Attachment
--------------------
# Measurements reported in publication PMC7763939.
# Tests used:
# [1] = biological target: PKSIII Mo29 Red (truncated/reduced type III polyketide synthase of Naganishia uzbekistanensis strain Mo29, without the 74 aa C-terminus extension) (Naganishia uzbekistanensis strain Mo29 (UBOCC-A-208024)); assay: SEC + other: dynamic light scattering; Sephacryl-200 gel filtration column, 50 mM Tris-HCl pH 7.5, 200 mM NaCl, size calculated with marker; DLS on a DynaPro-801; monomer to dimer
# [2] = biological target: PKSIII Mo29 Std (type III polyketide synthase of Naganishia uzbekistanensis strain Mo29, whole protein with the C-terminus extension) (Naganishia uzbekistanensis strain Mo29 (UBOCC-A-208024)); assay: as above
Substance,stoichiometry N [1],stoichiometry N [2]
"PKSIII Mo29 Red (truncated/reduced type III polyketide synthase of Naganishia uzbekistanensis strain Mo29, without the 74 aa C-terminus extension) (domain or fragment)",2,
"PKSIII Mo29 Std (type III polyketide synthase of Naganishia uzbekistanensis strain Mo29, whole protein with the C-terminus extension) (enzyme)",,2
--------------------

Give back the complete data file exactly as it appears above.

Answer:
# Measurements reported in publication PMC7763939.
# Tests used:
# [1] = biological target: PKSIII Mo29 Red (truncated/reduced type III polyketide synthase of Naganishia uzbekistanensis strain Mo29, without the 74 aa C-terminus extension) (Naganishia uzbekistanensis strain Mo29 (UBOCC-A-208024)); assay: SEC + other: dynamic light scattering; Sephacryl-200 gel filtration column, 50 mM Tris-HCl pH 7.5, 200 mM NaCl, size calculated with marker; DLS on a DynaPro-801; monomer to dimer
# [2] = biological target: PKSIII Mo29 Std (type III polyketide synthase of Naganishia uzbekistanensis strain Mo29, whole protein with the C-terminus extension) (Naganishia uzbekistanensis strain Mo29 (UBOCC-A-208024)); assay: as above
Substance,stoichiometry N [1],stoichiometry N [2]
"PKSIII Mo29 Red (truncated/reduced type III polyketide synthase of Naganishia uzbekistanensis strain Mo29, without the 74 aa C-terminus extension) (domain or fragment)",2,
"PKSIII Mo29 Std (type III polyketide synthase of Naganishia uzbekistanensis strain Mo29, whole protein with the C-terminus extension) (enzyme)",,2